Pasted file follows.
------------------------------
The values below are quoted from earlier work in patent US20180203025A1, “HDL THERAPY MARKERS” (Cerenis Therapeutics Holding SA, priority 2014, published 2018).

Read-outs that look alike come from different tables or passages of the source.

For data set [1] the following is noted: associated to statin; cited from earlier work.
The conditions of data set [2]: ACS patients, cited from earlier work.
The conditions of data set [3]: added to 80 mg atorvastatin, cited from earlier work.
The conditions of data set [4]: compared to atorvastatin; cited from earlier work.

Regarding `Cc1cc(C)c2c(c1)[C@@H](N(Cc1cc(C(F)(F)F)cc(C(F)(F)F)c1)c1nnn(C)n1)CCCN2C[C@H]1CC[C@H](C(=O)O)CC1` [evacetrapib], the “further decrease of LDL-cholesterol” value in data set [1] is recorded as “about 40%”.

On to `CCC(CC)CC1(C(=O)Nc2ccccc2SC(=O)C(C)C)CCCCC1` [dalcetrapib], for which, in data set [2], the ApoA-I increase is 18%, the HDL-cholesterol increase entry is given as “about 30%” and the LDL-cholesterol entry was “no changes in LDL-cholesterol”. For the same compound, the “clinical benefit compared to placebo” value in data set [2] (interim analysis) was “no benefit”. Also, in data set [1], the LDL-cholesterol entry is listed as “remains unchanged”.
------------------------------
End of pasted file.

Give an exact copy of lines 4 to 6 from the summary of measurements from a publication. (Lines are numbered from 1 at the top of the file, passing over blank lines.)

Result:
The conditions of data set [2]: ACS patients, cited from earlier work.
The conditions of data set [3]: added to 80 mg atorvastatin, cited from earlier work.
The conditions of data set [4]: compared to atorvastatin; cited from earlier work.